The Brexit is a disaster.
Just how much of a disaster it will be remains to be seen. Americans however, may actually benefit from this mess at the pump
The global effects of Great Britain’s exit from the European Union could range from extreme economic chaos to a mild annoyance where markets dip but recover quickly. The Oil and gas markets were one of the first to feel significant negative impacts of this decision. Share prices are down as much as 10 percent and are not rebounding.
This is good news for consumers—at least short term—as gas prices are anticipated to drop a little and then stagnate. Analysts don’t expect the impact to be big, but it’s likely that drivers might see lower prices in the short term as market jitters slow down what had been recovering gas prices.
Barbara Shook, senior reporter at large for the Energy Intelligence Group told NBC News: “I see it only as a modest impact, if that. I see it in the pennies,” she said, but this new factor comes during summer driving season, when demand for gasoline is at its highest.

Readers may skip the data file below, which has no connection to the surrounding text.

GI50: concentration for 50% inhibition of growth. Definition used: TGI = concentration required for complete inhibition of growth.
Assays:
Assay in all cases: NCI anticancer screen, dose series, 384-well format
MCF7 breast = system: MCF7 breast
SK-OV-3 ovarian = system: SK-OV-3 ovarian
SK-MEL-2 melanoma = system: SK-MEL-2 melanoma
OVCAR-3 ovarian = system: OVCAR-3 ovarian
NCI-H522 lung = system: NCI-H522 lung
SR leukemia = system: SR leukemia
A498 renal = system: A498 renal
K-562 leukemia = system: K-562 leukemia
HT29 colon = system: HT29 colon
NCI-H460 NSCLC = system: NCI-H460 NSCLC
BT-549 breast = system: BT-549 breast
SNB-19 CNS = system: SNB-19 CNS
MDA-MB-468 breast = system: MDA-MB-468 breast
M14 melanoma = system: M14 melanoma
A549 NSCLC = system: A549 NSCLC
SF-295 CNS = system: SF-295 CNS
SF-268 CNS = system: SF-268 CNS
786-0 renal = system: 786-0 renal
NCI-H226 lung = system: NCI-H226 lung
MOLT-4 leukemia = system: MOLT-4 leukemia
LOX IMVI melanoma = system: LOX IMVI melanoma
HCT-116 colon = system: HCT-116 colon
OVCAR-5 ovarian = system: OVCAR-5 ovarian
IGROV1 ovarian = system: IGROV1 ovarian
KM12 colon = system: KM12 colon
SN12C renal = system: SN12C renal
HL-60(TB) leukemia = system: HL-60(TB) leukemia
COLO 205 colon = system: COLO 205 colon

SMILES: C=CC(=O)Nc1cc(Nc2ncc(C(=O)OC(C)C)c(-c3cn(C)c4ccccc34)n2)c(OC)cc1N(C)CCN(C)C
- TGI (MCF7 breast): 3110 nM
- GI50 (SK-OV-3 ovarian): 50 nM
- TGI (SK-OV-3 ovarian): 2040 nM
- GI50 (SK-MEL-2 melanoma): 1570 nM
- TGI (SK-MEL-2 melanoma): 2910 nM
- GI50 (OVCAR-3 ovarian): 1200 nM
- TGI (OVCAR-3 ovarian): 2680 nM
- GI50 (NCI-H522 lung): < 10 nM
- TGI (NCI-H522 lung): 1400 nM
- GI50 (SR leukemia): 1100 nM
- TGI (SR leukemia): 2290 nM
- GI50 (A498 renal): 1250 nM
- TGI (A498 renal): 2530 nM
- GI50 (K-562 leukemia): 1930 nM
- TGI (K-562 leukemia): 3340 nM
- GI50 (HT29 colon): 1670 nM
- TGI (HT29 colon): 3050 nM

Gas prices for the year peaked earlier this month, and then began steadily declining as the Brexit vote approached. Prices at the pump have dropped for 24 days straight and according to AAA, are now about 47 cents lower than they were this time last year.
“This comes at a time of the year when we do tend to see gas prices increasing,” said Avery Ash, Director of Federal Affairs at AAA. “The expectation for right now is that it’s exerting downward pressure.” For every $10 the price of a barrel of oil changes at the wholesale level, the price of a gallon of gasoline moves about 25 cents.
What is noted and emphasized by analysts is that much of hoopla surrounding the current situation with the markets is a knee-jerk or emotional reaction to an uncertain situation, rather than an overnight shift in supply or demand.
Experts also point out that there are plenty of other potential factors in the mix that could raise oil prices– from geopolitical instability (a.k.a. the Trump Factor) to the weather. Which means that the reduction in the Brexit gas prices could be very short lived.
Featured image by Mike Mozart on Flickr, available for use under Creative Commons 2.0 license.